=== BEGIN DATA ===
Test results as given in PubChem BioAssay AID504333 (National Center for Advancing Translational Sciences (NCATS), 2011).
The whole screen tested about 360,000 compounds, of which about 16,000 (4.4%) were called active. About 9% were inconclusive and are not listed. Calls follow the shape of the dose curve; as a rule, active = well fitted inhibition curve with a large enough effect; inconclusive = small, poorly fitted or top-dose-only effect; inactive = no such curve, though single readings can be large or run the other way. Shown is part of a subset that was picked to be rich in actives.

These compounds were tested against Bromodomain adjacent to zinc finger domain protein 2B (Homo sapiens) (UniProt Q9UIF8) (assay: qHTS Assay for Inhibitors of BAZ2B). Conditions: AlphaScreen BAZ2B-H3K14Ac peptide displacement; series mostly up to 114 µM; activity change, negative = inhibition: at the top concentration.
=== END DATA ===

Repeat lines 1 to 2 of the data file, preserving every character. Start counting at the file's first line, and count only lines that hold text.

Test results as given in PubChem BioAssay AID504333 (National Center for Advancing Translational Sciences (NCATS), 2011).
The whole screen tested about 360,000 compounds, of which about 16,000 (4.4%) were called active. About 9% were inconclusive and are not listed. Calls follow the shape of the dose curve; as a rule, active = well fitted inhibition curve with a large enough effect; inconclusive = small, poorly fitted or top-dose-only effect; inactive = no such curve, though single readings can be large or run the other way. Shown is part of a subset that was picked to be rich in actives.